Preparation
205 °F / 96 °C 3 min, 0 sec

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67
168 tasting notes

UVA Highlands is a brisk Ceylon tea with hints of Wintergreen and background notes of Ceylon tea flavors

Preparation
Boiling 3 min, 30 sec

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55
335 tasting notes

I have liked teas from this region of Ceylon. This just didn’t do it for me. Way too astringent for my liking. Was similar to a CTC cut for the tea…I am wondering if that is why it’s so bitter. I am sure this tea would be great with cream and sugar, but to me that’s a sign of a poor tea. I will probably use the rest to make chai with.

Flavors: Bitter, Sour

Preparation
205 °F / 96 °C 2 min, 0 sec 1 tsp 8 OZ / 236 ML

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75
81 tasting notes

I realized I recommended this Ceylon tea to someone on Steepster without having ever posted an official review of it, so here we go!

I brewed 9 grams of dried leaves this morning in 20 ounces of near-boiling water for four minutes. The dried leaves themselves are small, broken pieces (not fannings, though), so I probably could’ve gone with a shorter steep time.

The brewed liquor comes out dark and quite full-bodied—like coffee. I didn’t pick up on any specific aromas from the liquor or the dried leaves.

The flavor is definitely unique—astringent almost to the point of bitterness (but some of that would definitely be relieved with a shorter steep time). I am picking up on what others have described as the wintergreen flavor in the tea, but it seems more menthol to me than wintergreen. After sipping and swallowing the tea, there is a lingering coolness in my mouth that is similar to menthol. This is definitely a unique tea experience for me—not unpleasant, but I don’t think I’d want to drink this every day.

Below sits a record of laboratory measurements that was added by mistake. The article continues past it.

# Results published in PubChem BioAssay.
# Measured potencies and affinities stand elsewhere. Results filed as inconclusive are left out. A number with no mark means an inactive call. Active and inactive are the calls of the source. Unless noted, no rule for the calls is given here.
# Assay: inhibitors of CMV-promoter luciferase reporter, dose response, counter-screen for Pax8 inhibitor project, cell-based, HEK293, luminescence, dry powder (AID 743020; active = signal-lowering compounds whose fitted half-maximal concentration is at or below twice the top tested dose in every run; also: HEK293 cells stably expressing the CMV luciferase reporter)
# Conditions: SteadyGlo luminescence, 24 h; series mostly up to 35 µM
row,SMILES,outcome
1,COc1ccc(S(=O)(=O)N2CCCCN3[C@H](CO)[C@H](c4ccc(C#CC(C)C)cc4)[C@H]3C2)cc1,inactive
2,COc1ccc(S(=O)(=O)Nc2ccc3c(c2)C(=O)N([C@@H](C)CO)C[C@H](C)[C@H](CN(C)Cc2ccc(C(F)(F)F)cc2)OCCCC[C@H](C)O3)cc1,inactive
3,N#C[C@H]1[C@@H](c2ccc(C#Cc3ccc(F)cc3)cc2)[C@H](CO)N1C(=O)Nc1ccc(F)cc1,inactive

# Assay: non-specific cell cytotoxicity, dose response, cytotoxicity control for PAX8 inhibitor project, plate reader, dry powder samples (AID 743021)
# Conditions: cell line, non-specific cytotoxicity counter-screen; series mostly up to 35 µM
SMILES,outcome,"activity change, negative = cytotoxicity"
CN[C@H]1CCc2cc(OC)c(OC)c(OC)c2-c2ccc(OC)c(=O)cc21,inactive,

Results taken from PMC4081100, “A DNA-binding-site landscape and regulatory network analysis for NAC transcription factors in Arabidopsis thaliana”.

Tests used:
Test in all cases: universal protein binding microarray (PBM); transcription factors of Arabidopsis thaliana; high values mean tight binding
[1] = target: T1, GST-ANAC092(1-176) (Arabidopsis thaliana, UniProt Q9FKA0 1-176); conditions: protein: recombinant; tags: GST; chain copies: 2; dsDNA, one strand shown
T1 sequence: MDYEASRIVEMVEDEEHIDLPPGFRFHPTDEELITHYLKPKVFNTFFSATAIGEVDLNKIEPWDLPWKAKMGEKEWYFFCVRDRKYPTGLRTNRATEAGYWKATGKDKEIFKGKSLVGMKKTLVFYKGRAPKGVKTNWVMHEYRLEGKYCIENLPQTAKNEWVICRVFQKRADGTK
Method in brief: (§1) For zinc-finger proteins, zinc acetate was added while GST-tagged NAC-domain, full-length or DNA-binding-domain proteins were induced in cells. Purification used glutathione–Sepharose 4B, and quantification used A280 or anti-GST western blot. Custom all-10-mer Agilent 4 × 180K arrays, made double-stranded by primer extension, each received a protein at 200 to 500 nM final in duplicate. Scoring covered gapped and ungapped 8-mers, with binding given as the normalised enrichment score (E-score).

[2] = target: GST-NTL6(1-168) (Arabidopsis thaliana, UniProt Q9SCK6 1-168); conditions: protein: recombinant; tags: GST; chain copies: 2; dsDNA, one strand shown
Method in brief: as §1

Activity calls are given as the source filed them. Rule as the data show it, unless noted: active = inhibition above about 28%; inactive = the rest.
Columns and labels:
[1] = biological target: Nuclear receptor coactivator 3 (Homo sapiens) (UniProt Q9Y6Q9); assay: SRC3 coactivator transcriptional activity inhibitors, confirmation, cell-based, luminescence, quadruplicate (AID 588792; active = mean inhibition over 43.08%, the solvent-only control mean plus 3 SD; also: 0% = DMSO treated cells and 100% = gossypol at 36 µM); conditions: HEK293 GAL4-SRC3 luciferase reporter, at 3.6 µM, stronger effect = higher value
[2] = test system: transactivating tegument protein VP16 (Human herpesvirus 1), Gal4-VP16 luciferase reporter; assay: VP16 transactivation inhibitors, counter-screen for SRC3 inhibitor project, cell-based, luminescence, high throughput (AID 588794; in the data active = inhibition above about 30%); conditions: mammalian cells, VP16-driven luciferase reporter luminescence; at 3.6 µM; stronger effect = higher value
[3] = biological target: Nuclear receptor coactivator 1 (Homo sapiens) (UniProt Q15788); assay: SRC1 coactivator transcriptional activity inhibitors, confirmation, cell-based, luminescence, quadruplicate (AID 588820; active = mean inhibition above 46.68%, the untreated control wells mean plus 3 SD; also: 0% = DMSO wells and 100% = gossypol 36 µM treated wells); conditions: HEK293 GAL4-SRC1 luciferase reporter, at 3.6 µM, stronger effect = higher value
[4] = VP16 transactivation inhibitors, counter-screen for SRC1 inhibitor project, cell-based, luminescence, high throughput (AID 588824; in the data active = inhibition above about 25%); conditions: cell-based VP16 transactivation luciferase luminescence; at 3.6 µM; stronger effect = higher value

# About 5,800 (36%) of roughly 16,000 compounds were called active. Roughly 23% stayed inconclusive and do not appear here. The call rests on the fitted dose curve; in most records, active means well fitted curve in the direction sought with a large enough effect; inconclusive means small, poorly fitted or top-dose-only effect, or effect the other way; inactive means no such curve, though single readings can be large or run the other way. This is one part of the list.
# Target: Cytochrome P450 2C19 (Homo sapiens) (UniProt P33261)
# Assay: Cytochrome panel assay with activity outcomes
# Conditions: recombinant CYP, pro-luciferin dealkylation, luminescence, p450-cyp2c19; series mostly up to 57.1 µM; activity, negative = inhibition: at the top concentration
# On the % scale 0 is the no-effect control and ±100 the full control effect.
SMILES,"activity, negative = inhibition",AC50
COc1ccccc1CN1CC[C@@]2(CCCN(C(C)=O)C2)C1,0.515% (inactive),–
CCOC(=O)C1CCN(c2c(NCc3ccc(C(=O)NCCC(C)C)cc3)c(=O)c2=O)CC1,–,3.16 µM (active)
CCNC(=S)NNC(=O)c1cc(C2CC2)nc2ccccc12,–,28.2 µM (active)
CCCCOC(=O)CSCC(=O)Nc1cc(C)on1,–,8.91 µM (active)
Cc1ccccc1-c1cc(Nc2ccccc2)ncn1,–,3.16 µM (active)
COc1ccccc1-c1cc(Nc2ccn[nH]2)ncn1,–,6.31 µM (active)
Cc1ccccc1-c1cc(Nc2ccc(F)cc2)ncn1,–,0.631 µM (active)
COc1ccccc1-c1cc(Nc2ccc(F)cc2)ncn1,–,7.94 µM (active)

Overall, it is a good tea that I’ll continue to enjoy having. It is an excellent replacement for the fullness of coffee, if that is what you’re looking for, but with a pleasant cool finish.

Flavors: Astringent, Menthol

Preparation
205 °F / 96 °C 4 min, 0 sec 9 g 20 OZ / 591 ML

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335 tasting notes

This is literally the THIRD Saturday I’ve had off since early August. And this is the first one of them I haven’t been traveling. I don’t know what to do with myself! (Oh, wait… yes I do. Homework.)

Normally, I shy away from this kind of tea; I have to be in the right mood for something “minty” like the packaging describes. Today, I wanted to try something different, and this fit the bill.

The leaves are small and dark brown. The aroma is pretty faint, but a little odd… it’s not quite smoky, it’s more rubbery.

The water wasn’t quite boiling when I took it off the stove, but I steeped for about four minutes. It might be partly my fault, but this tea is quite brisk. I can see where they get “mint,” but it’s more of a vaguely “cool” note than true “mint.” Not really a flavor I enjoy, but definitely a good pick-up.

I may have to try this on a shorter steep time before I pass my final judgment, but my first impression: not bad. Nothing to write home about, unlike some of the other teas in H&S’s same sample pack, but not bad.

EDIT: Almost forgot – I have a tea blog! http://steepinclined.wordpress.com/

This is my first blog, so I’m still learning a lot of the ropes. It’s a beginner’s guide to loose-leaf tea, and while it’s basic at this point, it will eventually become a “tea guide” so that if you’re curious about something particular about tea – say, Earl Greys, Da Hong Paos, variable-temperature kettles, or shopping for matcha ware – it’ll give you a starting point.

Preparation
200 °F / 93 °C 4 min, 0 sec 1 tsp 6 OZ / 177 ML
Shae

Congratulations on the new blog!

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24
41 tasting notes

Whoa – steeped this for five minutes, resulting in a VERY astringent brew. Milk and sugar were no help. I’m going to try again at three minutes and see how it turns out. Results to follow.

Preparation
Boiling 5 min, 0 sec